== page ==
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Dutch Church Has Been Holding Service Continuously for Over a Month to Protect Refugee Family From Getting Deported

Over the last month, hundreds of pastors from all over the Netherlands have taken turns holding non-stop service at a Protestant church in the Hague, where a family of Armenian refugees scheduled for deportation has taken shelter. Dutch law prevents police from entering places of worship during prayers, and religious leaders are determined to continue the service for as long as it takes authorities to reconsider their decision.

The Tamrazyan family fled their native Armenia in 2009, after receiving death threats due to the father’s political activism. They sought asylum in the Netherlands and after going through a seven-year application process, a judge granted the family asylum. However, the Dutch Government successfully appealed that decision in court, and in September, Sasun Tamrazyan, his wife Anousche and their three children were officially notified that their asylum status had been lifted. No longer feeling safe in the asylum center they had been assigned to, the Tamrazyan family sought shelter at the Gereformeerde Kerk (GKV) church, in Katwijk, of which they had become members three years ago. They were welcome with open arms.

Photo: Hans/Pixabay

But despite the church offering the Armenian family shelter, there was nothing keeping Dutch authorities from storming in and taking the refugees into custody. That’s when the Bethel Protestant Church in The Hague stepped in to offer them greater protection. They invited the Tamrazyans to take shelter there and offered to conduct non-stop service until their situation was resolved, making it impossible for police to remove them without breaking the law. According to Dutch law, authorities are not allowed to enter places of worship during prayers, so pastors from all over the country have been coming to Bethel to take part in a  relay-style service that has been ongoing for over 700 hours.

“We hope the family gets a permit to stay in the Netherlands for two reasons,” GKV Katwijk said in a statement to Euronews. “The father of the family runs a great chance of being killed in Armenia. And the children have been living in the Netherlands for nine years and are rooted here.”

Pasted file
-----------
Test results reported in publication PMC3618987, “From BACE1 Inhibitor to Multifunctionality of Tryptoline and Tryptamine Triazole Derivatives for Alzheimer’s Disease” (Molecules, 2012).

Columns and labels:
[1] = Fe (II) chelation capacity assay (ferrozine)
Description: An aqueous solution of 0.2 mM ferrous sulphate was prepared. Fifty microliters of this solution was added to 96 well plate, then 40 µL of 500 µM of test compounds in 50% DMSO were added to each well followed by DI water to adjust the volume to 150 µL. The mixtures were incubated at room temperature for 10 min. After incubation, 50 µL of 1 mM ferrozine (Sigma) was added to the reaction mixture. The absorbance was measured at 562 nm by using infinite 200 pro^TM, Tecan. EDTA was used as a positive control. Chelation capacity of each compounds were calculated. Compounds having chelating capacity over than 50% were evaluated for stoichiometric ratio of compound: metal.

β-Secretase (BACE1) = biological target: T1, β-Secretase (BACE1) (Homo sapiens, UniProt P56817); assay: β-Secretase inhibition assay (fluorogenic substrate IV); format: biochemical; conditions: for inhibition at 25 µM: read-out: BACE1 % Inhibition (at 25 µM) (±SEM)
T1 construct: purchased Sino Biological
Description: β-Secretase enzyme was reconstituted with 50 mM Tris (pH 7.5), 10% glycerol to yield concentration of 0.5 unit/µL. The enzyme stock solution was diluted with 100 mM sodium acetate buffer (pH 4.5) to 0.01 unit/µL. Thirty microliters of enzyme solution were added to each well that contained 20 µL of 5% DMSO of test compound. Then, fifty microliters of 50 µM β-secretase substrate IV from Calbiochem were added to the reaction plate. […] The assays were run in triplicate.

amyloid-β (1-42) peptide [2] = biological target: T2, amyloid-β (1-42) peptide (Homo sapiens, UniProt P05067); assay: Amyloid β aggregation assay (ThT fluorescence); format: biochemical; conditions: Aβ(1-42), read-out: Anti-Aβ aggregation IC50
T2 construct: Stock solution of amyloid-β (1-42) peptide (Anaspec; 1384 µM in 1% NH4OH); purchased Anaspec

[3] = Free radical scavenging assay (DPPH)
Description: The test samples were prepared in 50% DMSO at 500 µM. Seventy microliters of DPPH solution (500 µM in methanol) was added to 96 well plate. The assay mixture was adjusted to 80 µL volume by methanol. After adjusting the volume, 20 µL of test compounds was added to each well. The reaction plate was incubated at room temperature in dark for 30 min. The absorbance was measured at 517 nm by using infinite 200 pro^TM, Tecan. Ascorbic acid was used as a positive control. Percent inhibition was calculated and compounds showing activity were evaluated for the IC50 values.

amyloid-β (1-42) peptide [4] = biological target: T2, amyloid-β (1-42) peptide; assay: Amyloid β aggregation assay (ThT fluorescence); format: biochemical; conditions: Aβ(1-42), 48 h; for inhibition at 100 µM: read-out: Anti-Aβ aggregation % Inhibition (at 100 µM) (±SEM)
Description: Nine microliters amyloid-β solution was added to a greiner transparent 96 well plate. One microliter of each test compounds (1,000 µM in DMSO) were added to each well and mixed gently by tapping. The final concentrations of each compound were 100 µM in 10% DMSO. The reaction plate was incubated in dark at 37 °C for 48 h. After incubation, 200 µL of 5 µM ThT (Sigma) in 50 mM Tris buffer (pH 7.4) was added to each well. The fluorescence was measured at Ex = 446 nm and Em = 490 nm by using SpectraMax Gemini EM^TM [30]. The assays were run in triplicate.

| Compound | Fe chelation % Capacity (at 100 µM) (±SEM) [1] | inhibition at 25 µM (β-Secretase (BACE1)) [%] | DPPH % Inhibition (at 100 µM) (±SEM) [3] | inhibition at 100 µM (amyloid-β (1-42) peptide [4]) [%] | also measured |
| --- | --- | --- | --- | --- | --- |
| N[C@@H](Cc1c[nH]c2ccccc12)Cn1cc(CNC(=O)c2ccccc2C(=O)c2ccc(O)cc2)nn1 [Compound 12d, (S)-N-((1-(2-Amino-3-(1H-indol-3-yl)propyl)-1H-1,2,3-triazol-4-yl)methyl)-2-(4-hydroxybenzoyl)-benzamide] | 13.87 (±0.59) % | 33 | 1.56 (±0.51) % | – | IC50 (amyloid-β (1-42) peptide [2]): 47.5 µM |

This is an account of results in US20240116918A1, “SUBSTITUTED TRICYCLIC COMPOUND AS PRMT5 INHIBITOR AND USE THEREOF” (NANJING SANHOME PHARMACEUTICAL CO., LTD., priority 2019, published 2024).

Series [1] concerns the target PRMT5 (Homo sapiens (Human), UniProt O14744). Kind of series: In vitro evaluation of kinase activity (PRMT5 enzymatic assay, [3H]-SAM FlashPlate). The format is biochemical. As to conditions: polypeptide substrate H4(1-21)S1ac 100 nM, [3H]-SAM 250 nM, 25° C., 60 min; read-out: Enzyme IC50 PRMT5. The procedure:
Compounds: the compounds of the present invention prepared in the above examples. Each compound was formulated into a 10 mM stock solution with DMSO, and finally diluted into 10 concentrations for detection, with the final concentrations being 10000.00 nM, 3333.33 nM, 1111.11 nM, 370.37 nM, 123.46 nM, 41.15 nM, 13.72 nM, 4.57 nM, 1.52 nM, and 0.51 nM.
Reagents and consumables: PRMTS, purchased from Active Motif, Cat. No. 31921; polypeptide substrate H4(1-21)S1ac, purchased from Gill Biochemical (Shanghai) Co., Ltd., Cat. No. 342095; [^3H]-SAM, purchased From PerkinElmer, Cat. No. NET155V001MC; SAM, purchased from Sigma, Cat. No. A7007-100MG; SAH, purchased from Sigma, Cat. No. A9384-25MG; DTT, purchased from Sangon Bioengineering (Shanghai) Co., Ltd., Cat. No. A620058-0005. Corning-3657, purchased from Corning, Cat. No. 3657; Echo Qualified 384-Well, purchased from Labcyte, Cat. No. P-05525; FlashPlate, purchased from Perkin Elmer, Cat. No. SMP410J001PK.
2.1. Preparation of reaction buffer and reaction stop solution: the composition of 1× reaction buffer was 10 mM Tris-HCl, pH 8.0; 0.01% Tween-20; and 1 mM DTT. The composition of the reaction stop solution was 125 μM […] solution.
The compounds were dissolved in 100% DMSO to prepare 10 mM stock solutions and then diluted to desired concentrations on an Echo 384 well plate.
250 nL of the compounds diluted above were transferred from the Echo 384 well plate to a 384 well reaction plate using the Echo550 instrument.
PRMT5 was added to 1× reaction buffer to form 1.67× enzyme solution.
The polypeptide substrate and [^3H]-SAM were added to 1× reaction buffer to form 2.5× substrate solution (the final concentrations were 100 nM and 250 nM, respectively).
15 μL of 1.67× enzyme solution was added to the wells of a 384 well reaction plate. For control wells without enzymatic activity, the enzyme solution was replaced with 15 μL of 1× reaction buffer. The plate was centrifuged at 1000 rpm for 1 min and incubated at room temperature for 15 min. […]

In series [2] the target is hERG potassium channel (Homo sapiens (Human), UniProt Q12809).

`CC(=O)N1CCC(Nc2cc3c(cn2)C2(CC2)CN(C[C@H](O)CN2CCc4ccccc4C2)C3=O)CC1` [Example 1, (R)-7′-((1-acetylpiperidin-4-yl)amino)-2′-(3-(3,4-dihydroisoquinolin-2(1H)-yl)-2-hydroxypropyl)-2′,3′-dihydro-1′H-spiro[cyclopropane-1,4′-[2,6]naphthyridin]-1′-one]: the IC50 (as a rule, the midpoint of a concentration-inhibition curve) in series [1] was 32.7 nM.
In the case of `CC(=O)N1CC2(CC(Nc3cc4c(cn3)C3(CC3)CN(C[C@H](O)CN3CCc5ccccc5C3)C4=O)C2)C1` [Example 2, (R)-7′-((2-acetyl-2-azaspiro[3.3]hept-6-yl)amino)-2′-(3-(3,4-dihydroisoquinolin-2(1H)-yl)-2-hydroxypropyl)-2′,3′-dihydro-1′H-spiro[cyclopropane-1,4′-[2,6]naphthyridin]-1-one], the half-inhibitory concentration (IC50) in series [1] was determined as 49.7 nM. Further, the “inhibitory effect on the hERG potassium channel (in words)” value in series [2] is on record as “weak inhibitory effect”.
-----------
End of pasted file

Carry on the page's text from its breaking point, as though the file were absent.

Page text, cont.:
According to Dutch media, The Tamrazyans had also applied for “Children’s Pardon, a program allows refugee families with children who have resided in the Netherlands for more than five years  to obtain a residence permit, but their application was rejected. However, the religious leaders who took in the Armenian family on October 26 are determined to continue their ongoing relay-style service at Bethel Church until authorities reconsider their decision.

Support for the Tamrazyan family and the church’s efforts to keep them safe has been overwhelming, with hundreds of people from both the Netherlands and abroad attending the non-stop service and pleading with the Government via the internet. The hashtag #KerkasielBethel has been widely used on social media, and there’s even a petition active, which has already gathered well over 200,000 signatures.

 

The non-stop service is currently in its fifth week, and Bethel Church is still looking for volunteer pastors to take part in the “relay”, particularly pastors willing to perform the service during the night.

“The relay service probably still has to run for a while,” Theo Hettema, the chairman of the general council of the Protestant Ministers, wrote on Facebook, encouraging “nightowls” to get in touch.

 

“I think it is good that the churches make a statement in their own way for a fairer and also faster asylum procedure,” Joost Schelling, one of the pastors who has been holding service at Bethel Church wrote on Facebook.